Table of Contents



Adam Clay

We are not thinking of the president
            tonight. Even now, there is a maze carved in the corn

                        not far from here.
The leaves pile up and we wait on the porch, sipping something,

                        waiting for the leaves
            to self-combust and enter the air, the atmosphere, our lungs.

It’s easy to mistake
            dust for smoke. It’s easy to think of William Blake while the sun

burns a hole in our eyes. There is a certain labor I see in the sun,
            a type of hard work someone once

                        warned me against, as if hard work and sweat
could wipe one from the face of the earth. Thinking of salted pork and a bridge

            fit for one car at a time. A detailed aftermath. An aftermath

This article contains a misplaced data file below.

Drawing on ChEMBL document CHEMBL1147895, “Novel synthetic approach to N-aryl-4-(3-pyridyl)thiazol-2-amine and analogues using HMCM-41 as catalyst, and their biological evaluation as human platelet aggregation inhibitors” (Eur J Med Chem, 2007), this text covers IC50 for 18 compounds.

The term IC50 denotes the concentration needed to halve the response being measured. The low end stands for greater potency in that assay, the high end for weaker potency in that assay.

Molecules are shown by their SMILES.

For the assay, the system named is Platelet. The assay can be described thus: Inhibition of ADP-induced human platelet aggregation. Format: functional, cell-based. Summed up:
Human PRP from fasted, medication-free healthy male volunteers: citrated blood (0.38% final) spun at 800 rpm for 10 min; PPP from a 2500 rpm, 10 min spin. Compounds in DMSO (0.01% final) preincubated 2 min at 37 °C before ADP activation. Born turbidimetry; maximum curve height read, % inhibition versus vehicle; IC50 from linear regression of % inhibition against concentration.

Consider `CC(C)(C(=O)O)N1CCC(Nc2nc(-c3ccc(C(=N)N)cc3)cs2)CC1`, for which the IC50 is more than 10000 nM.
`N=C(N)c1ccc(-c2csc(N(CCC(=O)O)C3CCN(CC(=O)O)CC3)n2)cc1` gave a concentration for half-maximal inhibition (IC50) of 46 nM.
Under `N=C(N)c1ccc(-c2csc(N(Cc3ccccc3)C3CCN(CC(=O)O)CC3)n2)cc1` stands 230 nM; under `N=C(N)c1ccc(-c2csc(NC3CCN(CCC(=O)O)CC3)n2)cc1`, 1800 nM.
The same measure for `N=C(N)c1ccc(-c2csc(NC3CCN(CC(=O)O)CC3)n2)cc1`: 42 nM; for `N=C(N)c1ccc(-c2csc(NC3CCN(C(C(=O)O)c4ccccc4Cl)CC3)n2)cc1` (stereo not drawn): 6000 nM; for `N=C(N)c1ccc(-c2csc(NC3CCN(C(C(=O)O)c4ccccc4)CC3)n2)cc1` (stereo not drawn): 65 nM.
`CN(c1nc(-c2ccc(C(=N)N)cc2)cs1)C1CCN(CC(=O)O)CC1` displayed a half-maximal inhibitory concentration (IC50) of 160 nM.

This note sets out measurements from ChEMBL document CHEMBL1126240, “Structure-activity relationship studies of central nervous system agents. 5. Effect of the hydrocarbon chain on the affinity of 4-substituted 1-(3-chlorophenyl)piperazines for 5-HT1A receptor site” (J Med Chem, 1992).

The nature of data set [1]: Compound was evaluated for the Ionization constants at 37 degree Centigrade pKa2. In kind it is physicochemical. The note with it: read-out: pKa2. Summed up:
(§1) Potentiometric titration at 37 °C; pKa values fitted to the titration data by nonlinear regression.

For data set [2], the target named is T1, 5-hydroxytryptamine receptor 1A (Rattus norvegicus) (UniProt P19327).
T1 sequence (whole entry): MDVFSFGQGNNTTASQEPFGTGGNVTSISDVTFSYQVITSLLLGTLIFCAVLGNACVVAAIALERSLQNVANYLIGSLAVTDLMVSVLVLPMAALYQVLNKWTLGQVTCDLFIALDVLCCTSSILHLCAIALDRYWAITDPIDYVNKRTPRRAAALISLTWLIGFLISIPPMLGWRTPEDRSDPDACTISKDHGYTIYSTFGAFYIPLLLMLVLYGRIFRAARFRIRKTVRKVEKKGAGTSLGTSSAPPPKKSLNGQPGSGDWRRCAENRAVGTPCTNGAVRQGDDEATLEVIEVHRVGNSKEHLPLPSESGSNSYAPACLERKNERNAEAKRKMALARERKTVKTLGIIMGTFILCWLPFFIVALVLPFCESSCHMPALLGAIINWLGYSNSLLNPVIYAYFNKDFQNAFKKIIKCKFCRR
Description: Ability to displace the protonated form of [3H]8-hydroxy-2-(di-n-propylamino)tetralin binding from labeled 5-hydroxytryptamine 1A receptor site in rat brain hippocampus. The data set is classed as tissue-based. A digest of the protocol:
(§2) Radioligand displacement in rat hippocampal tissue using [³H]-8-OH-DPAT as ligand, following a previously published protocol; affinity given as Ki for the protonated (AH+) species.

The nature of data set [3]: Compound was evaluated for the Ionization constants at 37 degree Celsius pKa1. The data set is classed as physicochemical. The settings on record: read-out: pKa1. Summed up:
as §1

usually is. Memory like Blake seems to change.

When I think of nature, nature thinks back. Or nature blinks back. The man with a baby
            stroller filled with aluminum cans is now coming back up the street

                        with a wheelbarrow. If that is what he had been saving for,
I wish I had often carried a bag of cans out to him. I once thought

            that expecting the worst was the best I could do.






"In Light of Recent Developments" was written last year after reading about a corn maze in Michigan meant to resemble the likeness of Gerald Ford. Another common Michigan sight, the man with the baby stroller filled with cans, helped me find the ending to the poem. I never made it to the maze, though.